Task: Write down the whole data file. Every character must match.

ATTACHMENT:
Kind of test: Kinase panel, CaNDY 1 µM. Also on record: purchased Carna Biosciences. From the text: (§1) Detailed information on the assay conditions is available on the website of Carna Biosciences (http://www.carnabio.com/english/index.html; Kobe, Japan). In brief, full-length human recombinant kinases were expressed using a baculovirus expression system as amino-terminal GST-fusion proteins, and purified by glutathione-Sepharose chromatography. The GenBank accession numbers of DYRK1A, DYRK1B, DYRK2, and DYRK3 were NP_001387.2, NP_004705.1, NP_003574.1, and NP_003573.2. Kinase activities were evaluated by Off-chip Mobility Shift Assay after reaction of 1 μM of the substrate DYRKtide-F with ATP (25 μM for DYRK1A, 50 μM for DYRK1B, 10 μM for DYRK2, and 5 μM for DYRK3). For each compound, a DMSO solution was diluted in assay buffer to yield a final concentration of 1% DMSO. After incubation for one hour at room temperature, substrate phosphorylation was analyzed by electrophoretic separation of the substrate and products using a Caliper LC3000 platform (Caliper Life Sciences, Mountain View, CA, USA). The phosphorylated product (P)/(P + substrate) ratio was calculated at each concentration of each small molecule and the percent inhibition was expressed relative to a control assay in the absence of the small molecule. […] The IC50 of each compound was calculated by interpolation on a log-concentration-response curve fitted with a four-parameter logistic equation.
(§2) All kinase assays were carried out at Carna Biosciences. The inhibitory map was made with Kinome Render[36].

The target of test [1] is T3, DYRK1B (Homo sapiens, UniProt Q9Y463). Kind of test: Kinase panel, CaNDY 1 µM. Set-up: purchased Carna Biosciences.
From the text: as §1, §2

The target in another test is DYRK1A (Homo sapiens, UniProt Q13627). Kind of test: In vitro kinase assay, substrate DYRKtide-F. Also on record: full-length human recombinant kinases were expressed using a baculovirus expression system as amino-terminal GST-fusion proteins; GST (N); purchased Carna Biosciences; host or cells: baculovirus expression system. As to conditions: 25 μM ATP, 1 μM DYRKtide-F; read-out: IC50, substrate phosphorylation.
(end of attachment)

Kind of test: Kinase panel, CaNDY 1 µM. Also on record: purchased Carna Biosciences. From the text: (§1) Detailed information on the assay conditions is available on the website of Carna Biosciences (http://www.carnabio.com/english/index.html; Kobe, Japan). In brief, full-length human recombinant kinases were expressed using a baculovirus expression system as amino-terminal GST-fusion proteins, and purified by glutathione-Sepharose chromatography. The GenBank accession numbers of DYRK1A, DYRK1B, DYRK2, and DYRK3 were NP_001387.2, NP_004705.1, NP_003574.1, and NP_003573.2. Kinase activities were evaluated by Off-chip Mobility Shift Assay after reaction of 1 μM of the substrate DYRKtide-F with ATP (25 μM for DYRK1A, 50 μM for DYRK1B, 10 μM for DYRK2, and 5 μM for DYRK3). For each compound, a DMSO solution was diluted in assay buffer to yield a final concentration of 1% DMSO. After incubation for one hour at room temperature, substrate phosphorylation was analyzed by electrophoretic separation of the substrate and products using a Caliper LC3000 platform (Caliper Life Sciences, Mountain View, CA, USA). The phosphorylated product (P)/(P + substrate) ratio was calculated at each concentration of each small molecule and the percent inhibition was expressed relative to a control assay in the absence of the small molecule. […] The IC50 of each compound was calculated by interpolation on a log-concentration-response curve fitted with a four-parameter logistic equation.
(§2) All kinase assays were carried out at Carna Biosciences. The inhibitory map was made with Kinome Render[36].

The target of test [1] is T3, DYRK1B (Homo sapiens, UniProt Q9Y463). Kind of test: Kinase panel, CaNDY 1 µM. Set-up: purchased Carna Biosciences.
From the text: as §1, §2

The target in another test is DYRK1A (Homo sapiens, UniProt Q13627). Kind of test: In vitro kinase assay, substrate DYRKtide-F. Also on record: full-length human recombinant kinases were expressed using a baculovirus expression system as amino-terminal GST-fusion proteins; GST (N); purchased Carna Biosciences; host or cells: baculovirus expression system. As to conditions: 25 μM ATP, 1 μM DYRKtide-F; read-out: IC50, substrate phosphorylation.